The Red Pill film Norwich Q&A

The Red Pill, Discussion – A Feminist explores MRAs

On the day of the worldwide release of Cassie Jaye‘s latest documentary “The Red Pill”, The Gender & Sexuality discussion group will be meeting and discussing the film and the issues raise around domestic violence and abuse, parental custody, prison sentencing, mental health, workplace injuries, and patriarchy v gynocentrism, and whether these are gendered issues and outcomes and if so how are feminism(s) and MRM(s) dealing with them, and if they are, are they doing so equally?

The Red Pill Film Trailer

Extended Sneak Preview

Q&A Movie Discussion Panel

On the 18th (and 19th) of January this year the film was screened here in Norwich. The screening was followed by a Q&A with a few special guests – including the filmmaker herself, on her first visit to the UK. Video of the panel Q&A with Erin Pizzey, Cassie Jaye, Paul Elam, Dr Randomercam, Mike Buchanan, Lucinda Bray, Jess Austin, Katy Jon Went:

And a further between showings and panels discussion among: Erin Pizzey, Cassie Jaye, Paul Elam, Dr Randomercam, Mike Buchanan & Nikita Coulombe:

Website: www.theredpillmovie.com

GAS Event: facebook.com/events/1411765162208385/

Opinion – Katy Jon Went

Watching the film and participating in the discussion panel twice made me realise that the battle of the sexes is still alive and well, but at times and in certain contexts it seems the social war between men and women has shifted its balance in favour of women. The intersectional feminist in me would rage, that no, the patriarchy (if it can still be said to exist – the gender neutral kyriarchy may now be a better word) still discriminates against women.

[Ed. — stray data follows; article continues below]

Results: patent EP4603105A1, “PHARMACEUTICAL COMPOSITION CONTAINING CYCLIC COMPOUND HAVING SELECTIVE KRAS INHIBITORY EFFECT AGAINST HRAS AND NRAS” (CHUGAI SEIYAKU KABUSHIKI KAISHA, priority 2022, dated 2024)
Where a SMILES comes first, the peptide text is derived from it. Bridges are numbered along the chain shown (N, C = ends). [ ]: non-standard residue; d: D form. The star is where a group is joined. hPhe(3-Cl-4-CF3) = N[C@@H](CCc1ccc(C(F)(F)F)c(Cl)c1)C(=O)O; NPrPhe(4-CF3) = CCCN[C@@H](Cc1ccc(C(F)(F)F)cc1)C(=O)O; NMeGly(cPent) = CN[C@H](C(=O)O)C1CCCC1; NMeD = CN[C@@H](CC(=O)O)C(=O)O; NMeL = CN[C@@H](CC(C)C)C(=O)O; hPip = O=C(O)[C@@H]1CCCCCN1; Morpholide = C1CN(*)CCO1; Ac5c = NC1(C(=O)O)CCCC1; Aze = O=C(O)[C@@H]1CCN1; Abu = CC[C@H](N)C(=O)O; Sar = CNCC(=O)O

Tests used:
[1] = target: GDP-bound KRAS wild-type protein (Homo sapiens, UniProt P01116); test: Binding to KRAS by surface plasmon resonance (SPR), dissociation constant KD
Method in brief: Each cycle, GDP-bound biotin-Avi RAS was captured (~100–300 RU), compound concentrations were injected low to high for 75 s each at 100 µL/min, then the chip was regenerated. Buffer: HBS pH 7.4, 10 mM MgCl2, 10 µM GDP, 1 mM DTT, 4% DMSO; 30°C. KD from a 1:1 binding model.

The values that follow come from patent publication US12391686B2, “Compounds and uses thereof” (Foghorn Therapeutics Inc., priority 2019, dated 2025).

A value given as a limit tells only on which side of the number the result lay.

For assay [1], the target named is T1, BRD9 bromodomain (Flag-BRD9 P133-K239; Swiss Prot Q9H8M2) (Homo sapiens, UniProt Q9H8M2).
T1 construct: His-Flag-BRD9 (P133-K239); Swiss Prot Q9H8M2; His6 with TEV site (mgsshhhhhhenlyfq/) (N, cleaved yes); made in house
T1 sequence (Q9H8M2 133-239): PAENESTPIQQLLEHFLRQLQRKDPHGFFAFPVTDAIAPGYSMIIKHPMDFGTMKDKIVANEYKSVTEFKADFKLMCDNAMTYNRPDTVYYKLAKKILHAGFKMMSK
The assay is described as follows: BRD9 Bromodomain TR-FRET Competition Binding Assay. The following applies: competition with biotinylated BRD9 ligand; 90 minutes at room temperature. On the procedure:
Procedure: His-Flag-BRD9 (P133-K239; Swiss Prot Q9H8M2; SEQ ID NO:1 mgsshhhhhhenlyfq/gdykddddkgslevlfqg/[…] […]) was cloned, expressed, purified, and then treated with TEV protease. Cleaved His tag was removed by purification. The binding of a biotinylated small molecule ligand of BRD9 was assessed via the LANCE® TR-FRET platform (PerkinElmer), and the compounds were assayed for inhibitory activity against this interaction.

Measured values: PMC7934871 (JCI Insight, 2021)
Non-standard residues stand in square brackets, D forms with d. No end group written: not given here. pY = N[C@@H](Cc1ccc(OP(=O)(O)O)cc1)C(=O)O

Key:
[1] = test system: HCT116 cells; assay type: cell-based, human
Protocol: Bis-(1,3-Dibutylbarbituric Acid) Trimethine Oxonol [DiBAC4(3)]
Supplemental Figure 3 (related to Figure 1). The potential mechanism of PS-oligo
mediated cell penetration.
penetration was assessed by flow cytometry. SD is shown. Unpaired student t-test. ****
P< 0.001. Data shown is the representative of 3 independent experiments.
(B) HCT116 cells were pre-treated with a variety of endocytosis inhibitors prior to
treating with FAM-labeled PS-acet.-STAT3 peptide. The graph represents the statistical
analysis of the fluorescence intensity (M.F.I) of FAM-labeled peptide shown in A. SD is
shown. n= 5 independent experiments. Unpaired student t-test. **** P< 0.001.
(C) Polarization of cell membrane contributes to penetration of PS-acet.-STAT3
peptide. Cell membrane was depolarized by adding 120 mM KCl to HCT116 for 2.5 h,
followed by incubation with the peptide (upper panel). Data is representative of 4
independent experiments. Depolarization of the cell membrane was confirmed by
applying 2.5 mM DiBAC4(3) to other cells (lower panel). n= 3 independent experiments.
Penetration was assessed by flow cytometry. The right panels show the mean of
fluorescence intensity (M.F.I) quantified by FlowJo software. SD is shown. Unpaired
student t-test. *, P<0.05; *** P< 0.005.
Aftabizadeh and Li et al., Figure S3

The age of Feminism and Men’s Rights Movements has marked some gains in equality but also some marked paradigm shifts in the experience of that equality.

Health and life expectancy favours women over men. One could argue that men live more dangerous lives, workplace injury, war, gang violence etc, women had maternity death risks, domestic violence etc, but for the last 200 years they’ve lived longer and healthier than men, and that gap is only now beginning to narrow.

Hearing how men’s experience can be just as hellish as women’s in different ways, more combat and work stress, parental rights deprivations etc than overt sexism or sexual assault, but degrees and differences of privilege, patriarchy and matriarchy or gynocentrism.

Domestic abuse, sexual violence, and coercive control can affect 1-in-5 men (UK, 1-in-4 USA) just as it does with 1-in-3 women. And yet, count up how many men’s DASV shelters there are? You’ll only need the fingers on one hand.

Gender roles, “the boy code”, “man up”, “be a man”, “you’re the provider/protector”, “boys don’t cry/blab”, all serve to trap men, discourage them from seeking help in relationships, around mental health – and when they do attempt suicide, they are invariably more lethal in taking their own lives.

The Red Pill may be hard to swallow but it needs to be seen and engaged with, and as Paul Elam said, some men need to be “heard, even in their anger”. What was less palatable from some voices was the feeling and some campaigning that women’s services and funding should be reduced in order to fund men’s services. Whilst men’s DASV support, and numerous other services absolutely need funding, it should be in addition to the already cut back women’s services. It should not be a battle of the sexes or the services, or the public/charity sector money pot, but the putting of people before profit, health before gender, ending violence and abuse before stereotyping one sex as the aggressor and the other as victim.

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